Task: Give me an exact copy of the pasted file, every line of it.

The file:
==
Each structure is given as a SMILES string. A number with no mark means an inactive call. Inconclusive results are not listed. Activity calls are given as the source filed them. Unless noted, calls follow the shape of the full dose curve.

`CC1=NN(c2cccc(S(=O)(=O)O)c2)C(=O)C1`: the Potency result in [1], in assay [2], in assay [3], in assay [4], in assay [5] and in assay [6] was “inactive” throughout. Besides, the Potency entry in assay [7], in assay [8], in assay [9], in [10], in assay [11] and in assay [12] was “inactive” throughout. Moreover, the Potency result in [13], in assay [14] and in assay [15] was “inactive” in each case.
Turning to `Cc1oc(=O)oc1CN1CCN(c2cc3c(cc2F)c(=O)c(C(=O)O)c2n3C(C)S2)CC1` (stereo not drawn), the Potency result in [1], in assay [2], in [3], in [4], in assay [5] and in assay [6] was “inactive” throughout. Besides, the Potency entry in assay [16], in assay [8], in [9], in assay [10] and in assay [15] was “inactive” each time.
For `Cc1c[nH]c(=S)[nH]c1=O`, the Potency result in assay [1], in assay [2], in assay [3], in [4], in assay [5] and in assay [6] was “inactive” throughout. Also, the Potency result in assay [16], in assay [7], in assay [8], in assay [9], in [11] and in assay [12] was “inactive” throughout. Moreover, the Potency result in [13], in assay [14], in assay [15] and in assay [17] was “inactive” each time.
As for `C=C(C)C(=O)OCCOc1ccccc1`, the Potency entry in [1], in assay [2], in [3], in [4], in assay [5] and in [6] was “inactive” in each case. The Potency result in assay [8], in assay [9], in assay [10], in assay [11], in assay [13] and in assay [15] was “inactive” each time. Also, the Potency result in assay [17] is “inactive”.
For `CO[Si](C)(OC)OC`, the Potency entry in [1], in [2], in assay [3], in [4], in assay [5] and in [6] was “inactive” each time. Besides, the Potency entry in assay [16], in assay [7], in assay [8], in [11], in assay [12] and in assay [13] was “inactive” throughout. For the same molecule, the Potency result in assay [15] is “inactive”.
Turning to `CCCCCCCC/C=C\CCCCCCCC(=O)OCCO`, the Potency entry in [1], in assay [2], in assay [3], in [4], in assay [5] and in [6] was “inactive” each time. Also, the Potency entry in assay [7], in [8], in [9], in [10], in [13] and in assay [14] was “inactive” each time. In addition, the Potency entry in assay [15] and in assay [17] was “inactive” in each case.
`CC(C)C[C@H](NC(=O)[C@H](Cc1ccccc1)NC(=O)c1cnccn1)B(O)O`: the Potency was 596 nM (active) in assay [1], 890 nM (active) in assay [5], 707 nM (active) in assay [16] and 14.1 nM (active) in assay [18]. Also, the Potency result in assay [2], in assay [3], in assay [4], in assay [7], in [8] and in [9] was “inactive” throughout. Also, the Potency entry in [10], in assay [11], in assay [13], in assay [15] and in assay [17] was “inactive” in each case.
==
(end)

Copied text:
Each structure is given as a SMILES string. A number with no mark means an inactive call. Inconclusive results are not listed. Activity calls are given as the source filed them. Unless noted, calls follow the shape of the full dose curve.

`CC1=NN(c2cccc(S(=O)(=O)O)c2)C(=O)C1`: the Potency result in [1], in assay [2], in assay [3], in assay [4], in assay [5] and in assay [6] was “inactive” throughout. Besides, the Potency entry in assay [7], in assay [8], in assay [9], in [10], in assay [11] and in assay [12] was “inactive” throughout. Moreover, the Potency result in [13], in assay [14] and in assay [15] was “inactive” in each case.
Turning to `Cc1oc(=O)oc1CN1CCN(c2cc3c(cc2F)c(=O)c(C(=O)O)c2n3C(C)S2)CC1` (stereo not drawn), the Potency result in [1], in assay [2], in [3], in [4], in assay [5] and in assay [6] was “inactive” throughout. Besides, the Potency entry in assay [16], in assay [8], in [9], in assay [10] and in assay [15] was “inactive” each time.
For `Cc1c[nH]c(=S)[nH]c1=O`, the Potency result in assay [1], in assay [2], in assay [3], in [4], in assay [5] and in assay [6] was “inactive” throughout. Also, the Potency result in assay [16], in assay [7], in assay [8], in assay [9], in [11] and in assay [12] was “inactive” throughout. Moreover, the Potency result in [13], in assay [14], in assay [15] and in assay [17] was “inactive” each time.
As for `C=C(C)C(=O)OCCOc1ccccc1`, the Potency entry in [1], in assay [2], in [3], in [4], in assay [5] and in [6] was “inactive” in each case. The Potency result in assay [8], in assay [9], in assay [10], in assay [11], in assay [13] and in assay [15] was “inactive” each time. Also, the Potency result in assay [17] is “inactive”.
For `CO[Si](C)(OC)OC`, the Potency entry in [1], in [2], in assay [3], in [4], in assay [5] and in [6] was “inactive” each time. Besides, the Potency entry in assay [16], in assay [7], in assay [8], in [11], in assay [12] and in assay [13] was “inactive” throughout. For the same molecule, the Potency result in assay [15] is “inactive”.
Turning to `CCCCCCCC/C=C\CCCCCCCC(=O)OCCO`, the Potency entry in [1], in assay [2], in assay [3], in [4], in assay [5] and in [6] was “inactive” each time. Also, the Potency entry in assay [7], in [8], in [9], in [10], in [13] and in assay [14] was “inactive” each time. In addition, the Potency entry in assay [15] and in assay [17] was “inactive” in each case.
`CC(C)C[C@H](NC(=O)[C@H](Cc1ccccc1)NC(=O)c1cnccn1)B(O)O`: the Potency was 596 nM (active) in assay [1], 890 nM (active) in assay [5], 707 nM (active) in assay [16] and 14.1 nM (active) in assay [18]. Also, the Potency result in assay [2], in assay [3], in assay [4], in assay [7], in [8] and in [9] was “inactive” throughout. Also, the Potency entry in [10], in assay [11], in assay [13], in assay [15] and in assay [17] was “inactive” in each case.